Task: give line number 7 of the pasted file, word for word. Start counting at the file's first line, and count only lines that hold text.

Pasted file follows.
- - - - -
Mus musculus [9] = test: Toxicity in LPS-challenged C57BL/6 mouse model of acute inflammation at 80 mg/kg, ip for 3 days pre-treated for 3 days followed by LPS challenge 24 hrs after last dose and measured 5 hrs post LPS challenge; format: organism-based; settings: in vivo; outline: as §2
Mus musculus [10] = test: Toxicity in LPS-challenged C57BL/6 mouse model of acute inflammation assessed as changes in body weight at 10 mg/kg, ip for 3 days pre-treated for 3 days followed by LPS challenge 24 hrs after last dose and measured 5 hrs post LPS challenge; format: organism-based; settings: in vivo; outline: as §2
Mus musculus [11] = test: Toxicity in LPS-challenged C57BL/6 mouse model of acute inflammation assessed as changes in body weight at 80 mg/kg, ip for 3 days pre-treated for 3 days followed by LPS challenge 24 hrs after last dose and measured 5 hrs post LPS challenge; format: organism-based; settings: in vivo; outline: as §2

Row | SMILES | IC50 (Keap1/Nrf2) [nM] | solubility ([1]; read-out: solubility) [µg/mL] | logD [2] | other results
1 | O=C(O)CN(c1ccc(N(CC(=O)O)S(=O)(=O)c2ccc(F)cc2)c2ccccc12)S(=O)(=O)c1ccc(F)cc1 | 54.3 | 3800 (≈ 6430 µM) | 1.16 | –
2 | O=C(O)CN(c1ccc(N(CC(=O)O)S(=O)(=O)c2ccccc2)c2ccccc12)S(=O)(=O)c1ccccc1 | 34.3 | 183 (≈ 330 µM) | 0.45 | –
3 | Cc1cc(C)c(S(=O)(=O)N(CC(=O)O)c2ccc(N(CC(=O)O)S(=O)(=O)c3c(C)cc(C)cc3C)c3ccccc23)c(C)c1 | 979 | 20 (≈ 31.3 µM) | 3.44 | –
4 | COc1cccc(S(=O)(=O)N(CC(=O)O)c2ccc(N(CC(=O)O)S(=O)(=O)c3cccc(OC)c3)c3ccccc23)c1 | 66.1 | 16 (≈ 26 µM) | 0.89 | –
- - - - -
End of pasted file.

3 | Cc1cc(C)c(S(=O)(=O)N(CC(=O)O)c2ccc(N(CC(=O)O)S(=O)(=O)c3c(C)cc(C)cc3C)c3ccccc23)c(C)c1 | 979 | 20 (≈ 31.3 µM) | 3.44 | –